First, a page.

The Age of Space Reconnaissance


Wherever profit leads us,
to every sea and shore

For love of gain the wide
world’s harbors we explore.
  — Dutch poet Joost van den Vondel (1587–1679)

Once Westerners were explorers — daredevils driven by greed, faith, and curiosity to (as they used to say on the original Star Trek) “seek out new life and new civilizations.” In what the historian J. H. Parry called the “Age of Reconnaissance,” Europeans and their descendants were animated with a “fierce competitive pugnacity” out of which the modern world emerged.

Today’s “innovators” in social-media firms, with their cult of surveillance, may seem pale in comparison, but we see the outlines of a new, more breathtaking technological future beyond the cyberspace mind swamp and out to the solar system and beyond. The builders of this new era — egotists and inveterate schemers such as Elon Musk, Jeff Bezos, and Richard Branson — are creating something more than better ways to silence dissent or post cat videos. They are creating a new world that, if we do not get to experience it, may shape the reality of our children and grandchildren.

This new Age of Reconnaissance involves more than just a handful of over-rich moguls. They are part of a vast entrepreneurial surge that includes more than 50 players engaged in everything from launch facilities and launch-service provision to reusable-rocket production and moon and Mars landers and vehicles. This is no minor niche market. Boosted by a huge surge of investment, space-industry global revenues are up more than twofold since the early 2000s, from $175 billion in 2005 to almost $424 billion in 2019. By 2040, Morgan Stanley projects, space-industry annual revenues globally should reach $1.2 trillion.

The first Age of Reconnaissance started in the 1300s, ultimately redrawing the map of the world and creating the first global economy. Its buccaneers were often flawed, with motivations that were complex and even contradictory. As Bernal Díaz, a soldier with Cortés, explained, they came “to serve God and His Majesty, to give light to those who were in darkness, and to grow rich, as all men desire to do.”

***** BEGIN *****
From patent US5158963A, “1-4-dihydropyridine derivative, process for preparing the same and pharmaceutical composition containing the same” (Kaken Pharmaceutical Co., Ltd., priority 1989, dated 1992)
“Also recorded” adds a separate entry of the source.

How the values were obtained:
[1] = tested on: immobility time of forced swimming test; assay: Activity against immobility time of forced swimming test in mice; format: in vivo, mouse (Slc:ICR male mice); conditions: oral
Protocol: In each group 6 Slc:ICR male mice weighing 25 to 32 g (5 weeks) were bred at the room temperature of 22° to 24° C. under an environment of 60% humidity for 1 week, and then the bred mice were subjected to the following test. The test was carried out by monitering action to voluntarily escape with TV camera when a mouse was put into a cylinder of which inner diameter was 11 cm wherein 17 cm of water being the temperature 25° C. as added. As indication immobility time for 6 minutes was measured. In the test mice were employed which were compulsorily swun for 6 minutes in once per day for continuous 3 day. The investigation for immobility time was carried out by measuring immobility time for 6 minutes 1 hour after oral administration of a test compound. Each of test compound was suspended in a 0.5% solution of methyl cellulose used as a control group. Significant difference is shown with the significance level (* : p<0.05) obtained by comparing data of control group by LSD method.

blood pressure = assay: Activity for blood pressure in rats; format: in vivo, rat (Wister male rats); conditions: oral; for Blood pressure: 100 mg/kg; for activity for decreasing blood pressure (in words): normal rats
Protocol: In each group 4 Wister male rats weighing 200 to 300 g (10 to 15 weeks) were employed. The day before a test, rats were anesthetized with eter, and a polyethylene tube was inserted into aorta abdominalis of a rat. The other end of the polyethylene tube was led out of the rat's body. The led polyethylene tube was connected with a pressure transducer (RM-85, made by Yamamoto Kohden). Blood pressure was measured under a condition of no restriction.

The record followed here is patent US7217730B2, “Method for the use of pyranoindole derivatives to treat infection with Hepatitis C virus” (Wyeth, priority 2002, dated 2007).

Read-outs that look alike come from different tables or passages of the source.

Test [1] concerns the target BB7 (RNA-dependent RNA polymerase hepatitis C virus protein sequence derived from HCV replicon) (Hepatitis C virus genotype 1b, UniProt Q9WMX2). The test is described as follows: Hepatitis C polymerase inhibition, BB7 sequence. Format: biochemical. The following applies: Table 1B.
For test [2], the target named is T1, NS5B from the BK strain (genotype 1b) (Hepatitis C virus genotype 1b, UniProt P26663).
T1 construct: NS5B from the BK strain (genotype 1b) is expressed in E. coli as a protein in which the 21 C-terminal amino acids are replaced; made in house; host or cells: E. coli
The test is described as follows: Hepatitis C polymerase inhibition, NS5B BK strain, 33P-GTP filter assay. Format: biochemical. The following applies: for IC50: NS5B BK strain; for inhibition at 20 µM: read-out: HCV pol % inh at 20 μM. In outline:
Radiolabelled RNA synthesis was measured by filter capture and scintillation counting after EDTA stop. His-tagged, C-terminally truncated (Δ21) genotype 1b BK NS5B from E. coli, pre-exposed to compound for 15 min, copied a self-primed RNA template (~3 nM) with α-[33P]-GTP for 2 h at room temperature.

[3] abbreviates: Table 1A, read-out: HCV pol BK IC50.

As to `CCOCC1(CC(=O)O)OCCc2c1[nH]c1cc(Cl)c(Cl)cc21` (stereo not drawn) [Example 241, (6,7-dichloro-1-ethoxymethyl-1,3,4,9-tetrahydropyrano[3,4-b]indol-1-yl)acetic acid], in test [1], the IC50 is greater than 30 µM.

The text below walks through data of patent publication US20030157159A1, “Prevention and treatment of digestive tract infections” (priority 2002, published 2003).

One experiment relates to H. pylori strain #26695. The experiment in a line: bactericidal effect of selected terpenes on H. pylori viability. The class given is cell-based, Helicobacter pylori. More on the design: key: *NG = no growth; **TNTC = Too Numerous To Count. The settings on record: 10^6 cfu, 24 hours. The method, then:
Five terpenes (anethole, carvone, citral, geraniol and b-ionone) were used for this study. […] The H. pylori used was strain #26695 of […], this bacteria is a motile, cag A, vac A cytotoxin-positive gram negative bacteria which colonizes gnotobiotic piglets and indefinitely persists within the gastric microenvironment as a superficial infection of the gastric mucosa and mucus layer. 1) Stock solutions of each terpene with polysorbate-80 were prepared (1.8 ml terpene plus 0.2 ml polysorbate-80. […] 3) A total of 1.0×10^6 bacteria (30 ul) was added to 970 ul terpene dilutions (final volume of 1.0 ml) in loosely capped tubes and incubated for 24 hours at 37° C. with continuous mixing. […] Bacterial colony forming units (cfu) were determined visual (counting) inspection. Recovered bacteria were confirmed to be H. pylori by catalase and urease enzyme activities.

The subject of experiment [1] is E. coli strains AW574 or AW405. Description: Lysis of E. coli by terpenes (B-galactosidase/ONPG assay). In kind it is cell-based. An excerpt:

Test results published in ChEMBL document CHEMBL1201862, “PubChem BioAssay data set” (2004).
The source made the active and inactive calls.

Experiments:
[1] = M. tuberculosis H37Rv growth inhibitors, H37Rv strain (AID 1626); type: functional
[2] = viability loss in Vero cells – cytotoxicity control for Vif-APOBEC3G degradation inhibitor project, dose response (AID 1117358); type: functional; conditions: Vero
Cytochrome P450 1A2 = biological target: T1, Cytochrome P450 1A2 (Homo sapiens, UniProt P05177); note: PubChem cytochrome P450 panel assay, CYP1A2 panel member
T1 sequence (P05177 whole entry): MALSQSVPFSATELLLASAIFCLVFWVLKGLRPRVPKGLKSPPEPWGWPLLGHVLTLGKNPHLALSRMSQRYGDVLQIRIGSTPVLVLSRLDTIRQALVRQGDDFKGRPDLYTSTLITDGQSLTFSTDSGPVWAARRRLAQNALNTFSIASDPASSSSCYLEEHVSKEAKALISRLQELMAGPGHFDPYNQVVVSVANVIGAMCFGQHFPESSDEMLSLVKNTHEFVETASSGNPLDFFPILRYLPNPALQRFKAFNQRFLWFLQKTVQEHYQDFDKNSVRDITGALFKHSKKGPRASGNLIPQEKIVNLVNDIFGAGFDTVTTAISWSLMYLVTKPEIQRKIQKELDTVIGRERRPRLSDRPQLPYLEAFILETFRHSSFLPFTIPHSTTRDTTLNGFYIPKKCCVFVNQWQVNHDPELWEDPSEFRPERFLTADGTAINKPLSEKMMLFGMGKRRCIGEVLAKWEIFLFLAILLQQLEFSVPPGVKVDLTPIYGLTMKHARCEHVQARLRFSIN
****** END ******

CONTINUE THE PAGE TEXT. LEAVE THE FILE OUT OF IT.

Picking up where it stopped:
The great outward push began with the Italian city-states of the Renaissance and spread to other parts of Europe. Many were poor but resource-rich city-states such as Venice, and, later, nations such as Portugal that had few resources and were dependent on trade. Between 1000 and 1800 the greatest success was generally secured by those who perfected maritime technology, starting with the Vikings, the Venetians, and the Genoese, then spreading north to the Baltic Hansa, and then to the Netherlands and England. Many of these earlier explorers were privately financed, and some, such as Sir Francis Drake, were openly piratical. The great ocean adventures also led to great technological advances, such as extremely precise clocks that were used to calculate longitude.

Other early exploration missions were largely government-funded, and the rewards from those missions were owned by sovereign governments. With Christopher Columbus’s success in landing in the Americas (1492) and Vasco da Gama’s navigation around the Cape of Good Hope to India (1497), interest in fielding missions of exploration grew dramatically in the 1490s and early 1500s. While no one knew the precise nature of the treasure awaiting them, the anticipation of untold new wealth was a hot topic of conversation in royal courts and merchant houses throughout Europe.

As is true today, there were many skeptics of the whole enterprise. As one 16th-century Italian historian suggested: “What need have we of what is found everywhere in Europe?” Indeed, the cost of exploration was very high, as were the risks associated with success; crews suffered from disease and many ships were lost. Governments also needed money to fund other initiatives, such as wars based on religion or for territorial domination. The solution to this problem — in monarchies as well as the Dutch Republic — was to establish the “joint-stock company,” a new form of enterprise in which risks and rewards were spread across a large base of investors.

Read the rest of this piece at National Review

Joel Kotkin is the author of The Coming of Neo-Feudalism: A Warning to the Global Middle Class. He is the Presidential Fellow in Urban Futures at Chapman University and Executive Director for Urban Reform Institute. Learn more at and follow him on Twitter @joelkotkin.

Marshall Toplansky is a clinical assistant professor of management science at the Argyros School of Business and Economics at Chapman University. He is a research fellow at the university’s Hoag Center for Real Estate and Finance and at the Center for Demographics and Policy.

Photo credit: SpaceX via Flickr under CC 2.0 License.